I’m betting that demographers, researchers and policymakers interested in STEM education will fight to save some of the questions the Census Bureau wants to drop. The bureau must finalize all ACS content decisions (adding and dropping questions) before the April 1, 2017, legal deadline for submitting census topics to Congress; the actual questions go to the legislature one year later.

Congress will have the final word on content, which might be difficult to parse when the right hand doesn’t know what the left hand is doing. The House has voted twice to make ACS response voluntary (a stake in the heart of small-area data) and once to eliminate the survey altogether. Yet, lawmakers want the data to divvy up $400+ billion annually for highways and transit, education, emergency preparedness, rural development, food and housing assistance, job training, and much more. Good luck with that when the data disappear.

My Lucky Day (A real ACS household in the family!)

Census Project Co-Director Terri Ann LowenthalBy Terri Ann Lowenthal

I’m so excited; I might jump right out of my skin!

My dad just called from Connecticut. “Terri,” he said breezily. “We just got something in the mail from the Census Bureau. It’s called the… let’s see… the American Community Survey.” My heart soared!

Dad (age 83) seemed to appreciate the importance of the mailing they received. But I launched into my speech anyway. I described how special my parents were — one of only 295,000 households in the whole country to get the world’s premier survey each month. How the data are used by businesses, their local and state governments, federal policymakers. Everyone! Okay, he really didn’t need much convincing, but I had to practice my pitch.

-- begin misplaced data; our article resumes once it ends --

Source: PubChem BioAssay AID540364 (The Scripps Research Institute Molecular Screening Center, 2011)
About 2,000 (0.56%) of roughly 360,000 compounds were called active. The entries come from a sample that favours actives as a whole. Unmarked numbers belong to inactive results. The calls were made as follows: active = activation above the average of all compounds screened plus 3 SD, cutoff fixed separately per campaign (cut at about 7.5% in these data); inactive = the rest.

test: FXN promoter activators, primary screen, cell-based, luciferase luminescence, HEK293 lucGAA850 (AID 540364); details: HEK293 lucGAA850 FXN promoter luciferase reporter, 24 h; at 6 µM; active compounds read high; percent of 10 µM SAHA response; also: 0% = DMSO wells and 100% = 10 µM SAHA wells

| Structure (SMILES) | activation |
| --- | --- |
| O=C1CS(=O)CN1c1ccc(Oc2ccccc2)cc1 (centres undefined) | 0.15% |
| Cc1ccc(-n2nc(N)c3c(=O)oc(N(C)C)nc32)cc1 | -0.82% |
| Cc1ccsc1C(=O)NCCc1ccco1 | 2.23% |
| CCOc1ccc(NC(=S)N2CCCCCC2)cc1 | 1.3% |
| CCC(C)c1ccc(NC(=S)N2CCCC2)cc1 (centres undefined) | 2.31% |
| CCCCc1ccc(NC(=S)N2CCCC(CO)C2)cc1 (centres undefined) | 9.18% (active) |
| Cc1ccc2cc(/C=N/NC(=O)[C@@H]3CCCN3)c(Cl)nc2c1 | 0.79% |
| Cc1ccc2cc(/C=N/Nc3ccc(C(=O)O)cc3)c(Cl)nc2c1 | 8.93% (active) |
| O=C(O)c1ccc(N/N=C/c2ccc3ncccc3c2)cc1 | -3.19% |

“The ‘postcard’ I have says we can do this online,” dad said. He, who has never used a computer in his life (doesn’t even have a cell phone), started reading off the URL. I confirmed that would probably be the easiest way to respond; mom (age 81) is quite computer-literate. Sensing my glee at encountering a real, live ACS household, dad suggested they could wait until I came home for Passover in two weeks, so I could enjoy the experience with them. “NOOO!!! You really should do it now,” I counseled, explaining how the Census Bureau would have to send another letter, perhaps with a paper form, or even telephone for their responses, if they waited too long.

“Okay, well, your mother is busy tomorrow, but we’ll set aside some time the next day to do this.” Such a civic-minded person, my father.

There was one more question: “So, if we do this on the computer, how do they know that it’s us entering the information?” Good question, dad-with-the-engineer’s-mind. I ticked off facts about unique identifiers, barcodes and geo-coding each address to an exact location, which in the low-tech speak for which I am well known probably amounted to, “Trust me, they know what they’re doing.”

I can’t wait to hear about their survey-responding experience when I see them in a couple of weeks. But if they start complaining about nosy or ridiculous questions, I’m sending them straight to the Census Bureau’s new (relatively) Respondent Advocate. (I’m looking at you, Tim Olson.)

As I hung up the phone, I thought back to when my then 11-year-old daughter was crushed when we didn’t get the 2000 Census long form. Probably the only person in the entire U.S. of A. to feel let down by this omission. (“No, we can’t trade with a neighbor who might have received one.”)

People get excited for different reasons. Hey, whatever floats your boat!

From the Ashes… The Poe Bill Rises Again

House Committee to Vote on Voluntary American Community Survey Bill Next Week

Census Project Co-Director Terri Ann LowenthalBy Terri Ann Lowenthal

This week, the College Board announced that it would overhaul the dreaded SAT test, to reflect more realistically the knowledge that students acquire in high school and the skills they will need to succeed in college. In that spirit, let me pose a strategic-thinking question: